vegetables, and fruit products. Even with products such as rice-for which Japan
made specific commitments-gaining meaningful access to Japanese consumers is
hampered by a burdensome bureaucracy and protectionist regulations.
Finally, the U.S.
share of Japan's massive public works market has consistently remained below one
percent. Practices that prevent the full involvement of U.S. firms include
failure to address rampant bid-rigging and use of discriminatory qualification
and evaluation criteria.
progress in advancing economic reform and pursuing more open, market-oriented
economic policies is key to attracting foreign investment and achieving
sustained economic growth. The United States is hopeful that the Roh
Administration will build on progress achieved by the previous administration by
placing a high priority on reducing the significant remaining barriers to U.S.
high duties and maintains NTBs on many agricultural and fishery products. Of key
concern to the United States are levels of domestic support, quantitative
restrictions, and TRQs that have affected U.S. exports such as rice, beef, and
The United States
has longstanding concerns about the Korean Government's excessive influence and
involvement in many sectors, particularly telecommunications. A new telecom
standard-which Korea intends to make mandatory-raises serious concerns regarding
adherence to WTO commitments as well as willingness to proactively protect IP
rights. The United States also continues to express strong concerns about
instances of possible Korean subsidization of semiconductor production and
positive steps in the auto sector over the past year, Korea's high taxes-both
general and auto-related-continue to severely restrict U.S. companies' access to
the Korean market. While Korean automobile exports to the United States set
records in 2002, Korea only imported 16,119 vehicles from all foreign sources,
representing just over one percent of its market.
The lack of
transparency in rule making and the inconsistency of Korea's regulatory system
continue to be the principal problems cited by U.S. investors and exporters.
These transparency-related barriers affect a wide range of sectors, most notably
pharmaceuticals, where U.S. companies appear to have been inappropriately
targeted in an effort to implement domestic health-care reforms.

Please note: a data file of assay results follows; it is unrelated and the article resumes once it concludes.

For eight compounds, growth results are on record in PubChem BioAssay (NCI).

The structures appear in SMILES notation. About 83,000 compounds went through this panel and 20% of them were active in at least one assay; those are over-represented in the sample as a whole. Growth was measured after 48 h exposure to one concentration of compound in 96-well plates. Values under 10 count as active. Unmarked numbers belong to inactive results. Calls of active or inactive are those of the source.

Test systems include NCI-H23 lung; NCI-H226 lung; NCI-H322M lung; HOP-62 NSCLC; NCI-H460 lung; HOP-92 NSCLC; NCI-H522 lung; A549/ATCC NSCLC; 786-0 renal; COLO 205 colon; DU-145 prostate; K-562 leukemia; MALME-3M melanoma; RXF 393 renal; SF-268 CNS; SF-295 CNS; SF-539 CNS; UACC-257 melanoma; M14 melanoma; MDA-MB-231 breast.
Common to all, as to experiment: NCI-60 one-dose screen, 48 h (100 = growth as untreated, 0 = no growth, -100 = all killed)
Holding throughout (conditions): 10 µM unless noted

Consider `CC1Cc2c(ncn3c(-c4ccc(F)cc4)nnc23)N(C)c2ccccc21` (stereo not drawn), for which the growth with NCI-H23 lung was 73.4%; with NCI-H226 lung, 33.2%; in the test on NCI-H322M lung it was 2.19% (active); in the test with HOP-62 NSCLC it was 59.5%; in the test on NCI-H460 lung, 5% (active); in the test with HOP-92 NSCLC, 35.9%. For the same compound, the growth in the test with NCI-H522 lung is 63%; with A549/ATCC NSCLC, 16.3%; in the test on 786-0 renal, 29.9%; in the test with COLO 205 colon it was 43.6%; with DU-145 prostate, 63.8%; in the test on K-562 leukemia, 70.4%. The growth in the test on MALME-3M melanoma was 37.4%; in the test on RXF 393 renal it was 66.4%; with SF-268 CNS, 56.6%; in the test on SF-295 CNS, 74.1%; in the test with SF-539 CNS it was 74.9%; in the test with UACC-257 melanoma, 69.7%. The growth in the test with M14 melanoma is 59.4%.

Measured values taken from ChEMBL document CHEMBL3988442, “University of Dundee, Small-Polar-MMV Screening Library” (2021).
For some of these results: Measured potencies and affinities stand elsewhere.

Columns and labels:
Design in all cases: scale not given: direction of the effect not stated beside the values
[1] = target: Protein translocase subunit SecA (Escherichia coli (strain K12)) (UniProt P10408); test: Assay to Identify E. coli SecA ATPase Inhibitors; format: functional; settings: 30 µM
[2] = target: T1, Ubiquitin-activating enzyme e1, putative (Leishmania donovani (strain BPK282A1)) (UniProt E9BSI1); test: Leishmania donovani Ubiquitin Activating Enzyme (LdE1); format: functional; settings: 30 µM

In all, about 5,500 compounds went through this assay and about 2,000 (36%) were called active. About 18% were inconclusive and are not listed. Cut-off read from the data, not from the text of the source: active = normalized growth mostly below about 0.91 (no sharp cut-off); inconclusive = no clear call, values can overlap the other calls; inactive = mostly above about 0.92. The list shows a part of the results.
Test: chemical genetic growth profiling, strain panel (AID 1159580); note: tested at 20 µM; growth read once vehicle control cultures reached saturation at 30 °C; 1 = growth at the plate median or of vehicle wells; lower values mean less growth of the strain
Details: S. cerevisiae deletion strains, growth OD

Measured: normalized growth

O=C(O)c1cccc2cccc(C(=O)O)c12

As a result of
the changes wrought by NAFTA, U.S. exports to Mexico have doubled and Mexico has
become our second largest trading partner. Despite this welcome increase in
trade, Mexico continues to restrict access to particular U.S. goods and
significant development over the past year has been a dramatic increase in the
number of new Mexican barriers against agricultural imports from its NAFTA
partners. These barriers include dumping orders, safeguards, the illegitimate
use of SPS measures, and unsubstantiated questions about compliance with customs
procedures. Mexico also renewed an illegitimate 20 percent consumption tax on
certain beverages sweetened with ingredients other than cane sugar, including
high fructose corn syrup.
A number of
organizations in Mexico are blaming NAFTA for the competitive pressures that
some sectors of Mexico's agricultural sector are facing, and a few are calling
for renegotiation. In reality, trade growth in agricultural products has been
remarkably balanced since NAFTA was implemented, with U.S. exports increasing by
100.4 percent from 1993 to 2002, and imports increasing by 103 percent. The
United States will continue to work with Mexico through NAFTA to complete
implementation of its commitments and provide maximum benefits for both
countries. The United States will not, however, agree to renegotiate
to maintain measures that prevent competition in its international
telecommunications services market. This market remains dominated by a single
company with a government mandate to set high wholesale prices for calls to
Mexico and block competitive alternatives. The WTO is expected to rule this year
on a U.S. challenge to these measures.
undertaken a comprehensive economic reform program which includes the ongoing
negotiation of Russia's terms of accession to the WTO. Despite reforms underway,
Russia continues to maintain a number of policies that pose unfair barriers to
U.S. economic interests. The most significant of these remains a recurring
series of barriers to U.S. poultry exports, which, along with recently-announced
TRQs on pork and beef, threaten to seriously restrict U.S. meat exports to
Russia. Other barriers include an inadequate enforcement regime with respect to
IP, Russia's import licensing system, standards and certification procedures,
SPS measures, and services and investment restrictions.
has been progress in fighting the rampant CD piracy that resulted in the
imposition of sanctions last year, Ukraine still has not enacted an adequate
Optical Disc Media licensing law as required by the Joint Action Plan negotiated
between the United States and Ukraine in June 2000. We continue to urge the
Ukrainian government to make the necessary amendments to its current Optical
Disc law to address our piracy concerns.